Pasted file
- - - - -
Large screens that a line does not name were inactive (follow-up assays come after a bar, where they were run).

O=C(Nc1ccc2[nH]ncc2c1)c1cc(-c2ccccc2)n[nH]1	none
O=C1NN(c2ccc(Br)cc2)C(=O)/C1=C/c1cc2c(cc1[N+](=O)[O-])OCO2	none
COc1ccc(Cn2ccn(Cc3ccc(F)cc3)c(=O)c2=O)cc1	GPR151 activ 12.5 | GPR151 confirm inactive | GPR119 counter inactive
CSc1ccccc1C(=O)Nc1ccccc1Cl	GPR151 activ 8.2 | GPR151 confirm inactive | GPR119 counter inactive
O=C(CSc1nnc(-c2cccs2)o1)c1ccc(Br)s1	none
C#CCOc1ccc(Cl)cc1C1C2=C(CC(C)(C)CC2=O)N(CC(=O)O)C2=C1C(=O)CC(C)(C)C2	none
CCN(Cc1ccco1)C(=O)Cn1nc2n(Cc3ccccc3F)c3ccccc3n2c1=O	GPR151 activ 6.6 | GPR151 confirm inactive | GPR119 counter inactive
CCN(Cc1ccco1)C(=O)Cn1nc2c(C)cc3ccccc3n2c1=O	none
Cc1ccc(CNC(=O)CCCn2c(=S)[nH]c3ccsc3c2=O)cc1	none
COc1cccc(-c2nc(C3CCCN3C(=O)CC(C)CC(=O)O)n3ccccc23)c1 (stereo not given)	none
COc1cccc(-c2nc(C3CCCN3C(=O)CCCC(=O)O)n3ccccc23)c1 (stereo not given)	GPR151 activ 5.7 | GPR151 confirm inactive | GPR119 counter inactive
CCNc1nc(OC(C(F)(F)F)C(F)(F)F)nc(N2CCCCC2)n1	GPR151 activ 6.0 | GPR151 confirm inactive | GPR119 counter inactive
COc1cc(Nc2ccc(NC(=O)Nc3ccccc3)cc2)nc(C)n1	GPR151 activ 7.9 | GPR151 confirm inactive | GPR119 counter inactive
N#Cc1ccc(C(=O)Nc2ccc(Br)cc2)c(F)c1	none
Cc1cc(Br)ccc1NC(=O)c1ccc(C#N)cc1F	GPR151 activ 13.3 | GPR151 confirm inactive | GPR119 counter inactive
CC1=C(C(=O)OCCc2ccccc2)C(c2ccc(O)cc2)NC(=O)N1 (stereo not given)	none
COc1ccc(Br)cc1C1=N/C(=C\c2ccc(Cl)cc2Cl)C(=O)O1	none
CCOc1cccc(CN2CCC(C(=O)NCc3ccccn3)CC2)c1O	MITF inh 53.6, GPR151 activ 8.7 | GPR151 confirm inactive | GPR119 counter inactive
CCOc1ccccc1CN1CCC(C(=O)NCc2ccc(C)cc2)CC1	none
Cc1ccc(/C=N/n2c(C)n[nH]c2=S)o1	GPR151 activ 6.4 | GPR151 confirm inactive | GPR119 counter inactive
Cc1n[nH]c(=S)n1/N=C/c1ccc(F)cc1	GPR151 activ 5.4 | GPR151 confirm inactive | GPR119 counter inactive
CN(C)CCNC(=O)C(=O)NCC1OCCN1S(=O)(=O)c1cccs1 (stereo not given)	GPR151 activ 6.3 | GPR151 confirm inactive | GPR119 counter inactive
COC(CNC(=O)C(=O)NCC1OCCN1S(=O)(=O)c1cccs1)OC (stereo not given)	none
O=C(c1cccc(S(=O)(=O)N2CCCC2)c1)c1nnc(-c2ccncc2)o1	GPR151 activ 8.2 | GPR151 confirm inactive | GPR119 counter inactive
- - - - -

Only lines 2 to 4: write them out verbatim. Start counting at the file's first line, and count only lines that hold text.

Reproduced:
O=C(Nc1ccc2[nH]ncc2c1)c1cc(-c2ccccc2)n[nH]1	none
O=C1NN(c2ccc(Br)cc2)C(=O)/C1=C/c1cc2c(cc1[N+](=O)[O-])OCO2	none
COc1ccc(Cn2ccn(Cc3ccc(F)cc3)c(=O)c2=O)cc1	GPR151 activ 12.5 | GPR151 confirm inactive | GPR119 counter inactive